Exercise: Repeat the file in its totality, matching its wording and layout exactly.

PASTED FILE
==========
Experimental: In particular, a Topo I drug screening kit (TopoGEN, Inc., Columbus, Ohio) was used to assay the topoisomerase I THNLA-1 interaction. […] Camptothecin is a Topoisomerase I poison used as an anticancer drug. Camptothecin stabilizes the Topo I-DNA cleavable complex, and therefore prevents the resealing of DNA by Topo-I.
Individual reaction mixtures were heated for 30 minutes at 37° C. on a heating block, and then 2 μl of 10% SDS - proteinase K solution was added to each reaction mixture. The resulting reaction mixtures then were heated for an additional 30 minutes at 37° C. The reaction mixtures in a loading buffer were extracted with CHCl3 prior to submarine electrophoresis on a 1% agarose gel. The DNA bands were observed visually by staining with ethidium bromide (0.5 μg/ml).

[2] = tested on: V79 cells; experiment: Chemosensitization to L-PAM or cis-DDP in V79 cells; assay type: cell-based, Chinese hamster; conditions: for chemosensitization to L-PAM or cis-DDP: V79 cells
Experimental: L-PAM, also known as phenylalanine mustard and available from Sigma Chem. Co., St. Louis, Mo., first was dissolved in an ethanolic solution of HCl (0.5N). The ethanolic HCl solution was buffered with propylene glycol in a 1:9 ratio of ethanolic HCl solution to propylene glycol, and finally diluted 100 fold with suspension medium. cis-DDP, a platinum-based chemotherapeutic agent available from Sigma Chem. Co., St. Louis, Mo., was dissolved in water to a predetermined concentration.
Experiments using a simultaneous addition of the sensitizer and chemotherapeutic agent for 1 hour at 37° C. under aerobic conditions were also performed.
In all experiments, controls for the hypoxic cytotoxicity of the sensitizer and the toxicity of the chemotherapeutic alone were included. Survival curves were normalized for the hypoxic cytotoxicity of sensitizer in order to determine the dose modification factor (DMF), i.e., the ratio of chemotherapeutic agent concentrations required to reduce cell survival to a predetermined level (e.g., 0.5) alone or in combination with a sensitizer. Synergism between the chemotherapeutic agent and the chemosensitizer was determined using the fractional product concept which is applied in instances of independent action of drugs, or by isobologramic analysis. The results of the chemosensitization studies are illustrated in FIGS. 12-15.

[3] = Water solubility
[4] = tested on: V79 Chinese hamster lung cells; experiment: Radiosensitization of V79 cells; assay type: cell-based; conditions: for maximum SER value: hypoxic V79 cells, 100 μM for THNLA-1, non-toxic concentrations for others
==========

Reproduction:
Experimental: In particular, a Topo I drug screening kit (TopoGEN, Inc., Columbus, Ohio) was used to assay the topoisomerase I THNLA-1 interaction. […] Camptothecin is a Topoisomerase I poison used as an anticancer drug. Camptothecin stabilizes the Topo I-DNA cleavable complex, and therefore prevents the resealing of DNA by Topo-I.
Individual reaction mixtures were heated for 30 minutes at 37° C. on a heating block, and then 2 μl of 10% SDS - proteinase K solution was added to each reaction mixture. The resulting reaction mixtures then were heated for an additional 30 minutes at 37° C. The reaction mixtures in a loading buffer were extracted with CHCl3 prior to submarine electrophoresis on a 1% agarose gel. The DNA bands were observed visually by staining with ethidium bromide (0.5 μg/ml).

[2] = tested on: V79 cells; experiment: Chemosensitization to L-PAM or cis-DDP in V79 cells; assay type: cell-based, Chinese hamster; conditions: for chemosensitization to L-PAM or cis-DDP: V79 cells
Experimental: L-PAM, also known as phenylalanine mustard and available from Sigma Chem. Co., St. Louis, Mo., first was dissolved in an ethanolic solution of HCl (0.5N). The ethanolic HCl solution was buffered with propylene glycol in a 1:9 ratio of ethanolic HCl solution to propylene glycol, and finally diluted 100 fold with suspension medium. cis-DDP, a platinum-based chemotherapeutic agent available from Sigma Chem. Co., St. Louis, Mo., was dissolved in water to a predetermined concentration.
Experiments using a simultaneous addition of the sensitizer and chemotherapeutic agent for 1 hour at 37° C. under aerobic conditions were also performed.
In all experiments, controls for the hypoxic cytotoxicity of the sensitizer and the toxicity of the chemotherapeutic alone were included. Survival curves were normalized for the hypoxic cytotoxicity of sensitizer in order to determine the dose modification factor (DMF), i.e., the ratio of chemotherapeutic agent concentrations required to reduce cell survival to a predetermined level (e.g., 0.5) alone or in combination with a sensitizer. Synergism between the chemotherapeutic agent and the chemosensitizer was determined using the fractional product concept which is applied in instances of independent action of drugs, or by isobologramic analysis. The results of the chemosensitization studies are illustrated in FIGS. 12-15.

[3] = Water solubility
[4] = tested on: V79 Chinese hamster lung cells; experiment: Radiosensitization of V79 cells; assay type: cell-based; conditions: for maximum SER value: hypoxic V79 cells, 100 μM for THNLA-1, non-toxic concentrations for others